Dáil debates

Friday, 9 May 2014

Report on the General Scheme of the Gender Recognition Bill 2013: Motion


1:25 pm

Photo of Joan BurtonJoan Burton (Dublin West, Labour) | Oireachtas source

I thank all Deputies who contributed so thoughtfully to this discussion on the proposed legislation. In the context of sensitive or ground-breaking legislation, in 1996 I brought the Refugee Bill before the Dáil and Seanad, which was passed. In that Act, which provides for people seeking protection under the Geneva Convention, I, on behalf of Ireland, as people interested in these issues will be aware, introduced ground-breaking provisions. In the context of what subsequently happened in more recent decades in countries such as Uganda, this significant step to include in the definition of the Refugee Act as a grounds for protection under the Geneva Convention gender, sexual orientation and trade union membership was important. Ireland was very much to the fore in doing this. Since then, a number of other countries have followed the example we set almost 20 years ago in this House.

Today's debate has been helpful in enhancing our understanding of what are not only complex and sensitive issues but practical issues for people in terms of how they live their lives, as stated by Deputy Lyons, be that the people depicted in Brian Merriman's play or people living now. It is important that we are aware of this. We all recognise that the lack of legal recognition for transgender people is a significant and long-standing issue. As I said earlier, there is a commitment in the current programme for Government on the part of Fine Gael and the Labour Party to provide legal recognition for transgender persons. I am happy to say this legislation is being progressed.

Formal legal recognition through the issuing of a gender recognition certificate by the Department of Social Protection will mean that a person's acquired gender will be fully recognised by the State for all purposes. This will, I hope, be a hugely significant and positive matter for the people involved. I want to emphasise that during preparation of the legislation the Department of Social Protection engaged in significant additional consultation and research. The views of a range of organisations and individuals who have experience and expertise in this evolving and complex area, including transgender persons and their representative organisations, were sought and considered. The aim of the legislation is a more progressive and dignified process which protects all concerned and ensures the registration process will be robust and constitutionally valid. An inevitable requirement when putting in place legislation is that we respect the Constitution of our State. Obviously, there are remedies with regard to changing to the Constitution, which are outside the remit of this legislation. For example, Members are aware that a referendum on same-sex marriage and marriage equality will be held next year. Assuming the people consent to the recognition of marriage equality in the Constitution, this will contribute to addressing some of the issues raised.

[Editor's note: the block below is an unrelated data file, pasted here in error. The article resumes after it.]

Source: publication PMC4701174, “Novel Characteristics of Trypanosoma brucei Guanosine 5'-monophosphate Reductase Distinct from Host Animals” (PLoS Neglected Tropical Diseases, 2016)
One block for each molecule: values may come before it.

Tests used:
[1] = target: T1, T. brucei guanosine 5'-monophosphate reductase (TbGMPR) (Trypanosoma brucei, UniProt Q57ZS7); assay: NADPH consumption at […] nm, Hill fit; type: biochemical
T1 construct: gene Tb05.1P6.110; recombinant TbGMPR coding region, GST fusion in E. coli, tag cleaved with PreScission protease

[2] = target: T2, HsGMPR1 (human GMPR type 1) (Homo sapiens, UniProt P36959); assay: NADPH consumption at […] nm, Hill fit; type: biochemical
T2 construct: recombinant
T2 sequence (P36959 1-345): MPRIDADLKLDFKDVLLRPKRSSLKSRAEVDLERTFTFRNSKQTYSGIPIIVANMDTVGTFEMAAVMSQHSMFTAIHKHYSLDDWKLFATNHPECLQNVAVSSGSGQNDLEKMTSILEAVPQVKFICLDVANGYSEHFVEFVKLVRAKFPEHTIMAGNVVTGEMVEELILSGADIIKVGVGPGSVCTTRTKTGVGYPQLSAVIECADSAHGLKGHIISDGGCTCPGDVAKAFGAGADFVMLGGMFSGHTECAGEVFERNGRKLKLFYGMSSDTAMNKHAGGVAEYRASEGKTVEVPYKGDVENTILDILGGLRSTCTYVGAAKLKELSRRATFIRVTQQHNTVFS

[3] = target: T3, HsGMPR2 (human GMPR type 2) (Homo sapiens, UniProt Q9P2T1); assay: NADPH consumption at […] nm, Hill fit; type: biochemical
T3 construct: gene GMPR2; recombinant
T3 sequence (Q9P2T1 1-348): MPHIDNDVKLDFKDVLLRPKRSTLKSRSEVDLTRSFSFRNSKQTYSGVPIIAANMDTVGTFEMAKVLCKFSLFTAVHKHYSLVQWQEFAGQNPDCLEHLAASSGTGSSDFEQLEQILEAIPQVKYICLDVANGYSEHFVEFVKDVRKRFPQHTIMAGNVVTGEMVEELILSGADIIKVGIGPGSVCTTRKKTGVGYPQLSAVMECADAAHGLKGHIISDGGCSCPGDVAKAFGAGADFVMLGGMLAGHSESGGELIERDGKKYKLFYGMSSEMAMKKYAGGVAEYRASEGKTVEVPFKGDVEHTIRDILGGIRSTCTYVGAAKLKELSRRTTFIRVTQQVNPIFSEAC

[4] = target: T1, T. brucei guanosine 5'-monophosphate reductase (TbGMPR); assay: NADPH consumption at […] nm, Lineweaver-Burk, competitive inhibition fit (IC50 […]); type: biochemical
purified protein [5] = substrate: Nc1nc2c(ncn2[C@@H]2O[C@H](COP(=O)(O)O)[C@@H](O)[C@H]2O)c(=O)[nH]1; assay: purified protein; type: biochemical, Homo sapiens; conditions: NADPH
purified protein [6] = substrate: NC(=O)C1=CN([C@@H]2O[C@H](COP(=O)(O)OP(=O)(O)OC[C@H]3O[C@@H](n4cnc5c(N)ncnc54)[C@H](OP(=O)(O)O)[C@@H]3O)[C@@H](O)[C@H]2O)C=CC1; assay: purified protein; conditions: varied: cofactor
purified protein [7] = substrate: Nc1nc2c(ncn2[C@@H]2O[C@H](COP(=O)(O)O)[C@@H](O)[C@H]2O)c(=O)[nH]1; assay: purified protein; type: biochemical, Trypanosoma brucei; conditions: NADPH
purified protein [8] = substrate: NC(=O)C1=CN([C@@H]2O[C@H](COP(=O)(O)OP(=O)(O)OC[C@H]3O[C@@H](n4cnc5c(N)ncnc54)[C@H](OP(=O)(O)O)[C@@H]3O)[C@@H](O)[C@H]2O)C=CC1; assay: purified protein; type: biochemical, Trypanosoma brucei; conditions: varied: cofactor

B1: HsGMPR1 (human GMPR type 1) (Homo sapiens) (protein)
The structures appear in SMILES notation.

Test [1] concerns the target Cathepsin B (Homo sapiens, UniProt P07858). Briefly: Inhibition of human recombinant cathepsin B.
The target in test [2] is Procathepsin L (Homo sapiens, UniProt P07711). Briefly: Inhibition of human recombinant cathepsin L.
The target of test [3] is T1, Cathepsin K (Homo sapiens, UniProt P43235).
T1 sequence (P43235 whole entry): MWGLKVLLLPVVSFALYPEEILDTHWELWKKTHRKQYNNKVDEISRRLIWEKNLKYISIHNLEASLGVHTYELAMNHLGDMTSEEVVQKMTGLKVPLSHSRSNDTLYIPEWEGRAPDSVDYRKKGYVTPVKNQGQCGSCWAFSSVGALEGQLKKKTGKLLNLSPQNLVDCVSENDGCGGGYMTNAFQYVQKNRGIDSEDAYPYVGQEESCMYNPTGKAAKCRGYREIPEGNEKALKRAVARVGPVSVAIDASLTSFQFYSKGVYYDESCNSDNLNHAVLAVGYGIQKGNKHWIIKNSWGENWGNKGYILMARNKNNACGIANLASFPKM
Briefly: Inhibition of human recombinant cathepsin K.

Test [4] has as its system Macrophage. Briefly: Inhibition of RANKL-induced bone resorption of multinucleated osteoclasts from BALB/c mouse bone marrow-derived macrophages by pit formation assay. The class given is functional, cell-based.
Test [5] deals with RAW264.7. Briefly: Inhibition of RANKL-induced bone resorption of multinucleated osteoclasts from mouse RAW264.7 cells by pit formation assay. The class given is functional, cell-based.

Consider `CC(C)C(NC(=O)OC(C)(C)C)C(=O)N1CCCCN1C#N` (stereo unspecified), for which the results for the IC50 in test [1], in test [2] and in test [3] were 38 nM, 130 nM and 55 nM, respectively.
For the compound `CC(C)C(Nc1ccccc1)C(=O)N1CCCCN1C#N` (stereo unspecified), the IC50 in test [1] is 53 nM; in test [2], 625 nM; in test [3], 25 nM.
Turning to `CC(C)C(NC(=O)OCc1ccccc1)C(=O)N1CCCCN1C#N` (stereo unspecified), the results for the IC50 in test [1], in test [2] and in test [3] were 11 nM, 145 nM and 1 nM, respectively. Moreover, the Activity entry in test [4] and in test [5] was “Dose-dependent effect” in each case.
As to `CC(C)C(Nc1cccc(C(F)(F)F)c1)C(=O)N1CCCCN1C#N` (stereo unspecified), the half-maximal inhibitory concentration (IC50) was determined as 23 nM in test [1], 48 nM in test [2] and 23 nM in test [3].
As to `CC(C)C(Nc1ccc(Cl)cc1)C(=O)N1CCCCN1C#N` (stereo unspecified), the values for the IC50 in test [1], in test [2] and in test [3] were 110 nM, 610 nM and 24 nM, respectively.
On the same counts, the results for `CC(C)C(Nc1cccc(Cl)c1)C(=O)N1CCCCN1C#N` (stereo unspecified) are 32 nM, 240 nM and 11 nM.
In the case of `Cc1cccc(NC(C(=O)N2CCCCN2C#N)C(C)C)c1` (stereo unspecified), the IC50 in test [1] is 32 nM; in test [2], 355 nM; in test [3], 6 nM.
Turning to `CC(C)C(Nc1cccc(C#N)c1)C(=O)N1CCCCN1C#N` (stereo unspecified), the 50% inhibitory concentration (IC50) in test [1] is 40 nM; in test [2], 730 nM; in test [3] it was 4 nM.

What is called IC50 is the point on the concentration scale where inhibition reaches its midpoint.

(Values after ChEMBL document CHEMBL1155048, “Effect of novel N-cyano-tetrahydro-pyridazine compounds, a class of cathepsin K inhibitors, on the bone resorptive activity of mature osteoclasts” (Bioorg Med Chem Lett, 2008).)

The Bill contains provisions which are significant advances on previous proposals and compare favourably with equivalent legislation in many other countries in Europe. I will come back to this matter later. The provisions with regard to the application and validation process seek to be respectful to all concerned and to be prudent and practical and preserve the integrity of State records. I expect that the legislation, including the committee's report, will be considered at Cabinet shortly. I cannot provide a definitive response today on the various recommendations in the committee's reports but, following Government consideration, the general scheme of the Bill, with any agreed revisions, will be referred to the Office of the Parliamentary Council for drafting with a view to publication of the legislation later this year. I would like to see this important and ground-breaking legislation enacted as soon as possible thereafter. Reference was made to Dr. Lydia Foy. I am conscious that she has had a sustained interest in this matter over a lengthy period. I wish to see this legislation enacted.